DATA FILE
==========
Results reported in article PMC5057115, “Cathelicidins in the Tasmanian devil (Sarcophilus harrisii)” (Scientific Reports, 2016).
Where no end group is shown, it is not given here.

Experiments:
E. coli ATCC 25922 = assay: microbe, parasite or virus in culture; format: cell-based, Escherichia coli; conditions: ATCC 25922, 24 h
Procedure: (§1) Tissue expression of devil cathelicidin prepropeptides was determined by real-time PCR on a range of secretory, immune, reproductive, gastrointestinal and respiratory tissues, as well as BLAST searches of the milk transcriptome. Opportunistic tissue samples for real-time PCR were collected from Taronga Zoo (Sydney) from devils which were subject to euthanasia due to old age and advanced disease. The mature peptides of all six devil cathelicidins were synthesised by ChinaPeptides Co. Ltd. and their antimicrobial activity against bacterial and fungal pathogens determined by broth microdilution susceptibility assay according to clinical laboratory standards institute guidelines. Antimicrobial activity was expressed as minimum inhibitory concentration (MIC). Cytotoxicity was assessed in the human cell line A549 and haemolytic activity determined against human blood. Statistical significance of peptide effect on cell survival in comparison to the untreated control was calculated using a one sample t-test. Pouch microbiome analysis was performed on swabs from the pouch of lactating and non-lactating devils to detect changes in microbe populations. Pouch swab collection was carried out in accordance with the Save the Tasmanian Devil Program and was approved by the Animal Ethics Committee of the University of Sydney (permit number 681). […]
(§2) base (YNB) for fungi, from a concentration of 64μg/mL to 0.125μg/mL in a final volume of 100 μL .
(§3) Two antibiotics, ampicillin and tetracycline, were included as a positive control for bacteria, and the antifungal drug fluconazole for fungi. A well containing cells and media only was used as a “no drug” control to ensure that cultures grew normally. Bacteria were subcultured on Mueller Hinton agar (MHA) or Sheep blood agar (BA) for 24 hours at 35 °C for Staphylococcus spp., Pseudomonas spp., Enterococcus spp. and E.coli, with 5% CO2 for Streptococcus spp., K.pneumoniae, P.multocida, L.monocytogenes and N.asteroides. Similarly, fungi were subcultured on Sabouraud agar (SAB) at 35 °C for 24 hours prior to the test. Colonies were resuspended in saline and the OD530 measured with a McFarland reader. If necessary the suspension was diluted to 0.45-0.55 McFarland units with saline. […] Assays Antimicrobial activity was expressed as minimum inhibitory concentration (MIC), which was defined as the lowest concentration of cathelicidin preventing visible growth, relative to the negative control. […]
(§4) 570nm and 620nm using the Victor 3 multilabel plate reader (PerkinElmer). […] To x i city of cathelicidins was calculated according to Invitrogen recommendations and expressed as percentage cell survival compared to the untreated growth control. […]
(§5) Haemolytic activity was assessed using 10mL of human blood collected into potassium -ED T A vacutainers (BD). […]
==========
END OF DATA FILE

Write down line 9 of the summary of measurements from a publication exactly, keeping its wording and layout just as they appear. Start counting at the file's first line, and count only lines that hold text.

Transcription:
(§5) Haemolytic activity was assessed using 10mL of human blood collected into potassium -ED T A vacutainers (BD). […]